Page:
African Wild Dogs of the Madikwe Game Reserve | Madikwe Hills Blog Menu

African Wild Dogs of Madikwe

By Roel van Muiden on October 22, 2014

African Wild Dogs

There are an estimated mere 3000 – 5500 Wild Dogs left in the wild on the entire continent of Africa. Only 500 of which occur in South Africa.These amazing hunters, Lycaon Pictus, have been persecuted for decades and this, combined with rapid habitat loss due to human population explosion, has dwindled their numbers rapidly. Madikwe Game Reserve is one of the few places where one can visit and stand a good chance of seeing these elusive creatures.


Wild Dog, African hunting Dog, Painted Wolf, are some of the names these amazing canines are referred as. They are not related to our domestic dog. They are in fact related to wolves but that relation lies three million years ago in an ancestor long since gone. They were originally categorised from a sample found in Mozambique and labelled Hyaena picta with the picta referring to their beautiful painted like coat patterns. Each coat pattern is unique to the individual. Their scientific name means, in fact, ‘painted wolf-like animal.’


They are highly social, extremely curious, and easily adaptable to circumstances. They are not ‘top dogs’, as it were, and can be killed by larger predators such as lions. Wild Dogs are an endangered species and highly conserved on the continent.

Lion Killing Wild Dog Pup

Persecution of the African Wild Dog occurred for many reasons, but one of the main ones, was that they were thought to be pests. These animals need large areas to traverse and when in contact with human habitation are known to predate cows, goats, and other livestock. They do not have claws like the felines, whereby when attacking their prey the claws get stuck-in, thus allowing easier take down. A Wild Dog’s claws are just like that of a domesticated dog and do not hold much traction except for running. Thus, the Wild Dog must either run their prey down to exhaustion of they disembowel the prey as it is trying to escape. This has lead humans to believe that they are quite savage and a ‘lowly’ predator. In my experience as a guide for many years, Wild Dog actually kill their prey more quickly than the cats as the disembowelment or running it to exhaustion and rapidly consuming the prey, means less agonising time being eaten while still alive as seen with lion and cheetah.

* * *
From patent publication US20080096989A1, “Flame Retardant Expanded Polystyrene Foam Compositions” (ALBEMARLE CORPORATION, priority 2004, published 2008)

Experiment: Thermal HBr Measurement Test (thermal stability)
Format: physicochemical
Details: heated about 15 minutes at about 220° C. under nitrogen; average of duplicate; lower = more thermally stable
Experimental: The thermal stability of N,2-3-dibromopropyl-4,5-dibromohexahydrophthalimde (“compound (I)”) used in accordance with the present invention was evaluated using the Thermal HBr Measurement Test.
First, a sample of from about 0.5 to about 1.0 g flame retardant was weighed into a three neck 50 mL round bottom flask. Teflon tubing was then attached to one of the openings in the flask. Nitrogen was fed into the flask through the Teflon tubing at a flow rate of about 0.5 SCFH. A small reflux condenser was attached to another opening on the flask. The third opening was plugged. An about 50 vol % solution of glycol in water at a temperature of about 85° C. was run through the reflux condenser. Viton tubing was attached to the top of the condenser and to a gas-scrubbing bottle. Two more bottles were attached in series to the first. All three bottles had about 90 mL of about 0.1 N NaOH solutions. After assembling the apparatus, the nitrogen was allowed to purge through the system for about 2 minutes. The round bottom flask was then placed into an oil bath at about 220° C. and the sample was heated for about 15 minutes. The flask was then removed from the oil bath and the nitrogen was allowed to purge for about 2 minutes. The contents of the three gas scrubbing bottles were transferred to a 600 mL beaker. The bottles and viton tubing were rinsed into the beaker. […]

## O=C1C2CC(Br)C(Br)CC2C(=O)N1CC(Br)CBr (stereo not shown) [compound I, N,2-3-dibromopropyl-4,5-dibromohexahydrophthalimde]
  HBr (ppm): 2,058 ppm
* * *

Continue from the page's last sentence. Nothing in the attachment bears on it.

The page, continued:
Wild Dog with Juv. Impala Body_

Madikwe Game Reserve has had one of the most successful relocations of Wild Dog in Southern Africa. The reserve was started just over twenty years ago after being cattle farm area for several decades. Before it was cattle farm, the reserve area was wild land with free-roaming wild game as in much of Africa. Wild Dog freely roamed this area along with lion, leopard, elephant, and many of the other species one can find on Game Drive while staying with us. Wild Dog at this point were seen in packs of fifty or more. Packs of this size do much better in the long run as they are communal hunters and all feed the pups of the alpha male and female. Wild Dog are susceptible to diseases such as Canine Distemper, Rabies, Mange, and Tuberculosis, so larger packs also do better as a few may pass due to these diseases but the pack as a whole will carry on. With Operation Phoenix coming into play as the largest relocation of game into a reserve in Southern Africa, the advent of Madikwe Game Reserve, our Wild Dog relocation was propped to do well. And so they did.

Wild Dogs and Waterbuck 2

We have two packs on the reserve at the moment – The Northern Pack and The Southern Pack – with the total Wild Dog population numbering at thirty plus. We routinely have tremendous sightings of the pack interacting with other predators, hunting, killing, being fat and lazy, and patrolling. Although no sighting is guaranteed we are very fortunate to have such charismatic creatures to track and find whilst on Game Drive.

Roel van Muiden

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